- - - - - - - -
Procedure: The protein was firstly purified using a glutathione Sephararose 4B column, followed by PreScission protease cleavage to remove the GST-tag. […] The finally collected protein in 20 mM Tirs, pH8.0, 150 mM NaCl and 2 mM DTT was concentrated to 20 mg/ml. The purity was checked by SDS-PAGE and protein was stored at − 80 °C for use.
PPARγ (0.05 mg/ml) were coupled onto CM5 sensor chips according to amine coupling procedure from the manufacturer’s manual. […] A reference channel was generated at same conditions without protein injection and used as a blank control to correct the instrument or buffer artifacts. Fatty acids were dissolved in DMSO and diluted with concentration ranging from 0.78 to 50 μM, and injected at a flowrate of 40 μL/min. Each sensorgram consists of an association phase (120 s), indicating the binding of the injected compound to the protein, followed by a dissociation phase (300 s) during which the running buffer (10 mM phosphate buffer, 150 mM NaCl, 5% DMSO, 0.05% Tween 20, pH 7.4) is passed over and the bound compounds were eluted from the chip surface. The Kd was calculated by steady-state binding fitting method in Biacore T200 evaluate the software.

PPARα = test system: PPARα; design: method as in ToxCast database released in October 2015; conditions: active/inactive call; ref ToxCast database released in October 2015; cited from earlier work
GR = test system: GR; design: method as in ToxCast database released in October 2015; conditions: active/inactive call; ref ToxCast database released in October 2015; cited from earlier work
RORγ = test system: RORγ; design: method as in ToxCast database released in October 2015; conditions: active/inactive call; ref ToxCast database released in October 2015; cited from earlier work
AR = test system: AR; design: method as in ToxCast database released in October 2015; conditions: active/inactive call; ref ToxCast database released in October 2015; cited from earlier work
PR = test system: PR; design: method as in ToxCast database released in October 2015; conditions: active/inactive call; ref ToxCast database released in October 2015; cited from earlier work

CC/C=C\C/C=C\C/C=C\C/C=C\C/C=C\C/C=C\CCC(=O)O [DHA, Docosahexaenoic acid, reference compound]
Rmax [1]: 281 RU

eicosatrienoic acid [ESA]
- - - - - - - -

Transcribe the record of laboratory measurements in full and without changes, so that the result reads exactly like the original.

Procedure: The protein was firstly purified using a glutathione Sephararose 4B column, followed by PreScission protease cleavage to remove the GST-tag. […] The finally collected protein in 20 mM Tirs, pH8.0, 150 mM NaCl and 2 mM DTT was concentrated to 20 mg/ml. The purity was checked by SDS-PAGE and protein was stored at − 80 °C for use.
PPARγ (0.05 mg/ml) were coupled onto CM5 sensor chips according to amine coupling procedure from the manufacturer’s manual. […] A reference channel was generated at same conditions without protein injection and used as a blank control to correct the instrument or buffer artifacts. Fatty acids were dissolved in DMSO and diluted with concentration ranging from 0.78 to 50 μM, and injected at a flowrate of 40 μL/min. Each sensorgram consists of an association phase (120 s), indicating the binding of the injected compound to the protein, followed by a dissociation phase (300 s) during which the running buffer (10 mM phosphate buffer, 150 mM NaCl, 5% DMSO, 0.05% Tween 20, pH 7.4) is passed over and the bound compounds were eluted from the chip surface. The Kd was calculated by steady-state binding fitting method in Biacore T200 evaluate the software.

PPARα = test system: PPARα; design: method as in ToxCast database released in October 2015; conditions: active/inactive call; ref ToxCast database released in October 2015; cited from earlier work
GR = test system: GR; design: method as in ToxCast database released in October 2015; conditions: active/inactive call; ref ToxCast database released in October 2015; cited from earlier work
RORγ = test system: RORγ; design: method as in ToxCast database released in October 2015; conditions: active/inactive call; ref ToxCast database released in October 2015; cited from earlier work
AR = test system: AR; design: method as in ToxCast database released in October 2015; conditions: active/inactive call; ref ToxCast database released in October 2015; cited from earlier work
PR = test system: PR; design: method as in ToxCast database released in October 2015; conditions: active/inactive call; ref ToxCast database released in October 2015; cited from earlier work

CC/C=C\C/C=C\C/C=C\C/C=C\C/C=C\C/C=C\CCC(=O)O [DHA, Docosahexaenoic acid, reference compound]
Rmax [1]: 281 RU

eicosatrienoic acid [ESA]